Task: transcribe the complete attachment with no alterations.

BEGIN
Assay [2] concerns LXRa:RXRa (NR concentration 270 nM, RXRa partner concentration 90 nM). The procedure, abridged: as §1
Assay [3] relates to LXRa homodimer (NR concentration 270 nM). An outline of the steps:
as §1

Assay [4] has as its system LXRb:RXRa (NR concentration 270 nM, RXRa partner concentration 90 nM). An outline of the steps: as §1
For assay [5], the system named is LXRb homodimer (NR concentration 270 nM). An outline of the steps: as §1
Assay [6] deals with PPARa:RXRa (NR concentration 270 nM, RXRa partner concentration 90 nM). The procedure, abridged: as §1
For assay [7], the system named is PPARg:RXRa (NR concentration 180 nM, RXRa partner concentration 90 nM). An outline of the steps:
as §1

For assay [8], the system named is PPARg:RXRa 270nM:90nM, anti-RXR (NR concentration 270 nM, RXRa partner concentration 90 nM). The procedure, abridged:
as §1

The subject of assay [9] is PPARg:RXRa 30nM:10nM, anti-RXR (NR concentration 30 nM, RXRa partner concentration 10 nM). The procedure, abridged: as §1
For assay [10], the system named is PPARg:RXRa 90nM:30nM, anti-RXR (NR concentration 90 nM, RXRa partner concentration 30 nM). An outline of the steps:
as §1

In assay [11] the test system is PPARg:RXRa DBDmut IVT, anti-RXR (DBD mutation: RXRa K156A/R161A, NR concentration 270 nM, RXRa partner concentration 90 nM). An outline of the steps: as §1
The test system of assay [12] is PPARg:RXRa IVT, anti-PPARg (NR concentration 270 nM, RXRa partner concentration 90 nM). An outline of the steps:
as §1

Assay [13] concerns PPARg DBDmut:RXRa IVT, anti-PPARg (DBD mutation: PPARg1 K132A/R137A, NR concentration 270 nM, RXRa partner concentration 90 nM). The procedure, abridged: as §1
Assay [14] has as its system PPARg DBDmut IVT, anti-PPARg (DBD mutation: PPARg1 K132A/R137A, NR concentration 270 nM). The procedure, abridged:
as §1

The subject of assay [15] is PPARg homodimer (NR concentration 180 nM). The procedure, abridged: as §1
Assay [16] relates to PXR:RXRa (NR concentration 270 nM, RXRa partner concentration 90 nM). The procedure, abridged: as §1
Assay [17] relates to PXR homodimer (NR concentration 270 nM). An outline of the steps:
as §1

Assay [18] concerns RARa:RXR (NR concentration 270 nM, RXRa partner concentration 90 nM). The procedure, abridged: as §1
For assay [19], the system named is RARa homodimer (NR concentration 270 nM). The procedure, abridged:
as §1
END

Assay [2] concerns LXRa:RXRa (NR concentration 270 nM, RXRa partner concentration 90 nM). The procedure, abridged: as §1
Assay [3] relates to LXRa homodimer (NR concentration 270 nM). An outline of the steps:
as §1

Assay [4] has as its system LXRb:RXRa (NR concentration 270 nM, RXRa partner concentration 90 nM). An outline of the steps: as §1
For assay [5], the system named is LXRb homodimer (NR concentration 270 nM). An outline of the steps: as §1
Assay [6] deals with PPARa:RXRa (NR concentration 270 nM, RXRa partner concentration 90 nM). The procedure, abridged: as §1
For assay [7], the system named is PPARg:RXRa (NR concentration 180 nM, RXRa partner concentration 90 nM). An outline of the steps:
as §1

For assay [8], the system named is PPARg:RXRa 270nM:90nM, anti-RXR (NR concentration 270 nM, RXRa partner concentration 90 nM). The procedure, abridged:
as §1

The subject of assay [9] is PPARg:RXRa 30nM:10nM, anti-RXR (NR concentration 30 nM, RXRa partner concentration 10 nM). The procedure, abridged: as §1
For assay [10], the system named is PPARg:RXRa 90nM:30nM, anti-RXR (NR concentration 90 nM, RXRa partner concentration 30 nM). An outline of the steps:
as §1

In assay [11] the test system is PPARg:RXRa DBDmut IVT, anti-RXR (DBD mutation: RXRa K156A/R161A, NR concentration 270 nM, RXRa partner concentration 90 nM). An outline of the steps: as §1
The test system of assay [12] is PPARg:RXRa IVT, anti-PPARg (NR concentration 270 nM, RXRa partner concentration 90 nM). An outline of the steps:
as §1

Assay [13] concerns PPARg DBDmut:RXRa IVT, anti-PPARg (DBD mutation: PPARg1 K132A/R137A, NR concentration 270 nM, RXRa partner concentration 90 nM). The procedure, abridged: as §1
Assay [14] has as its system PPARg DBDmut IVT, anti-PPARg (DBD mutation: PPARg1 K132A/R137A, NR concentration 270 nM). The procedure, abridged:
as §1

The subject of assay [15] is PPARg homodimer (NR concentration 180 nM). The procedure, abridged: as §1
Assay [16] relates to PXR:RXRa (NR concentration 270 nM, RXRa partner concentration 90 nM). The procedure, abridged: as §1
Assay [17] relates to PXR homodimer (NR concentration 270 nM). An outline of the steps:
as §1

Assay [18] concerns RARa:RXR (NR concentration 270 nM, RXRa partner concentration 90 nM). The procedure, abridged: as §1
For assay [19], the system named is RARa homodimer (NR concentration 270 nM). The procedure, abridged:
as §1